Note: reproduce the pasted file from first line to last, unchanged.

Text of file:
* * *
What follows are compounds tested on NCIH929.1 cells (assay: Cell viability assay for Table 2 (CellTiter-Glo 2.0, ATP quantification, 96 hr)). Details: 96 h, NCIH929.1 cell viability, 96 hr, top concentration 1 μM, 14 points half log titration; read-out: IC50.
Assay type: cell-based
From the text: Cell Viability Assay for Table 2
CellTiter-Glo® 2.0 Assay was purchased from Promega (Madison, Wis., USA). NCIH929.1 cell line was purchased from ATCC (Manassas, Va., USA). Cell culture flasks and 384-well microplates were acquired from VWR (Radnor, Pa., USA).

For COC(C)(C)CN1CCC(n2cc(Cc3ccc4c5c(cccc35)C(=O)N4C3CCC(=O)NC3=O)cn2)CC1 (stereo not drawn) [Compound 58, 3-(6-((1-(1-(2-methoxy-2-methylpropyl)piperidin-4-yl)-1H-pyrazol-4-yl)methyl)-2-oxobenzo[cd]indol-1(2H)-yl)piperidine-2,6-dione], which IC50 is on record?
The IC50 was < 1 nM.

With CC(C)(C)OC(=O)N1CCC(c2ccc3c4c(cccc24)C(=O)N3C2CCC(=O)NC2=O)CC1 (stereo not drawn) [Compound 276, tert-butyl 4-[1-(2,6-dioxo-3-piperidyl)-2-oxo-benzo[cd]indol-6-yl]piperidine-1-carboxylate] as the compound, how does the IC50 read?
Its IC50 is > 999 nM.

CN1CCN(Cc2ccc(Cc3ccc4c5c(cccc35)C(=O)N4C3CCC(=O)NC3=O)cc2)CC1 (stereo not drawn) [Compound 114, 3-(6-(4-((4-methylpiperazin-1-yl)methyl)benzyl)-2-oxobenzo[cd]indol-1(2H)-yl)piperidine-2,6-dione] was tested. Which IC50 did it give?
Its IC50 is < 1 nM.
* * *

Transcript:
What follows are compounds tested on NCIH929.1 cells (assay: Cell viability assay for Table 2 (CellTiter-Glo 2.0, ATP quantification, 96 hr)). Details: 96 h, NCIH929.1 cell viability, 96 hr, top concentration 1 μM, 14 points half log titration; read-out: IC50.
Assay type: cell-based
From the text: Cell Viability Assay for Table 2
CellTiter-Glo® 2.0 Assay was purchased from Promega (Madison, Wis., USA). NCIH929.1 cell line was purchased from ATCC (Manassas, Va., USA). Cell culture flasks and 384-well microplates were acquired from VWR (Radnor, Pa., USA).

For COC(C)(C)CN1CCC(n2cc(Cc3ccc4c5c(cccc35)C(=O)N4C3CCC(=O)NC3=O)cn2)CC1 (stereo not drawn) [Compound 58, 3-(6-((1-(1-(2-methoxy-2-methylpropyl)piperidin-4-yl)-1H-pyrazol-4-yl)methyl)-2-oxobenzo[cd]indol-1(2H)-yl)piperidine-2,6-dione], which IC50 is on record?
The IC50 was < 1 nM.

With CC(C)(C)OC(=O)N1CCC(c2ccc3c4c(cccc24)C(=O)N3C2CCC(=O)NC2=O)CC1 (stereo not drawn) [Compound 276, tert-butyl 4-[1-(2,6-dioxo-3-piperidyl)-2-oxo-benzo[cd]indol-6-yl]piperidine-1-carboxylate] as the compound, how does the IC50 read?
Its IC50 is > 999 nM.

CN1CCN(Cc2ccc(Cc3ccc4c5c(cccc35)C(=O)N4C3CCC(=O)NC3=O)cc2)CC1 (stereo not drawn) [Compound 114, 3-(6-(4-((4-methylpiperazin-1-yl)methyl)benzyl)-2-oxobenzo[cd]indol-1(2H)-yl)piperidine-2,6-dione] was tested. Which IC50 did it give?
Its IC50 is < 1 nM.